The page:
Tuesday, September 30, 2014

Six Splash-Dunks and a Spin-Dry

Here's a recent video from Cranberry Lake in Anacortes.  It was taken on September 28, 2014, and shows a series of six splash-dunks, followed by a spin-dry that sheds a lot of water drops.

The dragonfly in this video is definitely a darner, though it could be either a Paddle-tailed Darner or a Shadow Darner – these are the two darners flying at the lake now.

We saw 15 splash-dunk events that day, in about an hour of observing, with the number of splash-dunks ranging from 1 to 8.  This is the peak season for splash-dunking, but soon the activity will start to taper off.  Here's a plot of the splash-dunk activity per month for the last three years.

We haven't seen any sticking events yet, where the dragonfly gets stuck in the water.  As the temperature drops below 65˚ F we expect to see these events start to occur.

Just to fill in the details on the splash-dunk/spin-dry suite of behaviors, we present some of the key features below.

First, the basic idea is of splash-dunking is illustrated schematically below:

Here we see a dragonfly plowing into the water a number of times (six for the above video), for the purposes of cleaning its body.  In a splash-dunk, the dragonfly completely immerses itself in the water, and comes to rest for about half a second.  This is in contrast to getting some water to drink, where the dragonfly just barely touches the water, and keeps flying at normal speed.

After a series of splash-dunks, the dragonfly gains some altitude and performs a spin-dry motion at 1,000 rpm to shed the water – which often comes off in a visible halo of water droplets.  So just what is a spin-dry?  Briefly, it's a tumbling, head-over-heels motion, like a somersault, or a diver spinning on the way to the water.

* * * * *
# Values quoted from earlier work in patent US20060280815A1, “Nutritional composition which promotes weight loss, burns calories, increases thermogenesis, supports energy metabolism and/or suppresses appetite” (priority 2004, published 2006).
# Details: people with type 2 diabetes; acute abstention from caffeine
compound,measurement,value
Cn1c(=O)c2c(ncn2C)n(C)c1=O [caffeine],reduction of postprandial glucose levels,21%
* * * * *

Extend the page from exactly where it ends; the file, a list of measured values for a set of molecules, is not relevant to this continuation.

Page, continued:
There is a lot of confusion on this point, so to be specific, let's look at a dragonfly and its three principle axes of rotation:

The spin-dry occurs about the dragonfly's "pitch" axis of rotation – that is, the axis that passes along the length of the wings.  This gives the head-over-heels motion mentioned above.  A sketch of a spinning dragonfly is shown next:

Finally, it was mentioned that the dragonfly does its spin-dry at 1,000 rpm.  That figure is obtained by counting the number of frames of high-speed video needed for a rotation, and converting the result to revolutions per minute (rpm).  Here's a plot of data from a number of spin-dry videos:

The red line shows the average spin rate, which is just above the 1,000 rpm mark.  This spin rate results in a centripetal acceleration of about 10g, which is more than enough to throw off any clinging water.

These are the key features of splash-dunking and spin-drying.  With a keen eye, these events can be seen in realtime at your local lake or pond.

No comments:

Post a Comment